“I do not give positions… I give them work”

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Editor’s note: Integral Yoga is not a yoga for mere individual transformation. It is equally, if not more, concerned with the transformation of collective life. Featured here is some highly practical guidance the Mother gave to the sadhaks about the right attitude necessary for sincerely practicing the yoga of works in a collective setting. One can also find in these words pearls of highest wisdom which if implemented sincerely will make any workplace more harmonious and effective.


Stay focused on present and work silently

For work the present is the most important thing: the past must not come in the way and the future must not pull you away.

* * *

Your work can never be good if you go on thinking of the next thing. For work, it is the present that is most important.

The past should not drag you behind, the future should not pull you forward. You must be fully concentrated on the present, on what you are doing. You must be so concentrated on what you are doing that it is as if the salvation of the whole world depended only upon your work.

* * *

Unless you work hard you do not get energy, because in that case you do not need it and do not deserve it. You get energy only when you make use of it. [. . .]

* * *

For the sake of sadhana and for the sake of work, it is always better to work silently.

* * *

When there is some work to do, the less one speaks of it the better it is.

~ CWM, Vol. 14, pp. 315-321

Collaboration and Harmony in Work

. . . It is in the attitude in the work, especially in the relation with the other workers, that the change must take place. Each one sees the work in his own way and believes it is the only true way, the only way that expresses the Divine Will. But none of these ways is completely true; it is only by rising above these divided conceptions that one can reach a better understanding of the Divine’s Will. This means mutual understanding and collaboration instead of opposition and clash of wills and feelings.

* * *

For harmony and better work, it is not by changing men that things can get better, but by changing one’s own consciousness and character.

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As a general rule it is better not to intervene in things that do not fall within one’s own work.

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If in the work you meet with some difficulties, look sincerely into yourself and there you will discover their origin.

* * *

The difficulties in work come not from circumstances or petty outer occurrences, they come from something which is wrong in the inner attitude, especially in the vital attitude: egoism, ambition, fixity of mental conceptions regarding work, vanity, etc. And it is always good, in order to correct the disharmony, to look for the cause in oneself rather than in others.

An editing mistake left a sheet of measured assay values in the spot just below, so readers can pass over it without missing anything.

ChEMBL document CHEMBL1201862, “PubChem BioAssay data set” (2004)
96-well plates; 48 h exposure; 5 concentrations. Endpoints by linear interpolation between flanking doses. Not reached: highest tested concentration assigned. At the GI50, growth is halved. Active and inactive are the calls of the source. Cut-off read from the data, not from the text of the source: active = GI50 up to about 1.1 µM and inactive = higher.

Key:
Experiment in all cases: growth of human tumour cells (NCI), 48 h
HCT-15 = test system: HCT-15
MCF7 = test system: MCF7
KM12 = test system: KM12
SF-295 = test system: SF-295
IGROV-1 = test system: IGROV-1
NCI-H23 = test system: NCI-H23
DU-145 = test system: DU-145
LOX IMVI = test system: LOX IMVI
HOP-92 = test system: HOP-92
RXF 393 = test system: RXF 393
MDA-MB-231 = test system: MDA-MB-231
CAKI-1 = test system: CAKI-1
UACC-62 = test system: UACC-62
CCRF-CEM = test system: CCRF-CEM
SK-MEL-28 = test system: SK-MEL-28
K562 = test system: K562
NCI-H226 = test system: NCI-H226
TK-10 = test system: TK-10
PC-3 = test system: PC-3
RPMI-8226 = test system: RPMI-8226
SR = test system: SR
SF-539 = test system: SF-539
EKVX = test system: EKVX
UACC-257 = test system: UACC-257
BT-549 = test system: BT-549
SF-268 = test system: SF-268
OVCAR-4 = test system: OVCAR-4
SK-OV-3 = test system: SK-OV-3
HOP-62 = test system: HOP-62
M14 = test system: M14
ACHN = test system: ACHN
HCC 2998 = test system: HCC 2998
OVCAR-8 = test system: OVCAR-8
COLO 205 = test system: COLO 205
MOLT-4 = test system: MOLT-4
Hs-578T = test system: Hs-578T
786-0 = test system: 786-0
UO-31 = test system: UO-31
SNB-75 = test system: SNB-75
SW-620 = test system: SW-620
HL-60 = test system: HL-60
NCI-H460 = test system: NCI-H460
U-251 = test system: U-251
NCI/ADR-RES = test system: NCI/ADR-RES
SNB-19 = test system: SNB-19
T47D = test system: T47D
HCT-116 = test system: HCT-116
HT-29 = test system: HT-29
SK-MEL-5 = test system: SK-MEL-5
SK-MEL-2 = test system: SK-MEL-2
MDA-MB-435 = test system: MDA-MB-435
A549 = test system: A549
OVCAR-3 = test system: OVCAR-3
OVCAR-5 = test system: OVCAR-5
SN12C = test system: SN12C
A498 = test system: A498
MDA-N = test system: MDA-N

* * *

To recognise the presence of a “disharmonious atmosphere” is useful only so far as it wakes in each one the will to change it into a harmonious atmosphere and to do that the first important step is for each one to get out of his own limited point of view in order to understand the point of view of others. It is more important for each one to find the mistake in himself than to insist on the mistake of others.

I add that all those to whom I have given responsibility in the work are expected to be faithful to this responsibility and, without allowing of any “hurt feeling” to creep in, do their best to carry on successfully their duty. [. . .]

* * *

When one has work to do for a community, to take a decision for personal motives and to abandon one’s work is a serious mistake.

You mention faults committed which cannot be corrected: this is wrong. Any fault can be corrected if you sincerely set to work to correct yourself. To run away from the progress to be made is an act of cowardice and I cannot approve of it.

First of all make a sincere and complete confession of faults committed. Afterwards I shall see what is to be done.

* * *

Collaboration and reciprocal goodwill are indispensable for good work. [. . .]

* * *

It is only in harmonious collaboration that effective work can be done.

The important thing is to find the point on which you can all agree—and after this is firmly established, each one must be ready to yield his personal will in order to keep intact this point of harmony.

* * *

When we have to work collectively, it is always better to insist, in our thoughts, feelings and actions, on the points of agreement rather than on the points of divergence.

We must give importance to the things that unite and ignore, as much as possible, those that separate.

Even when physically the lines of work differ, the union can remain intact and constant if we keep always in mind the essential points and principles which unite, and the Divine Goal, the Realisation which must be the one unchanging object of our aspiration and works.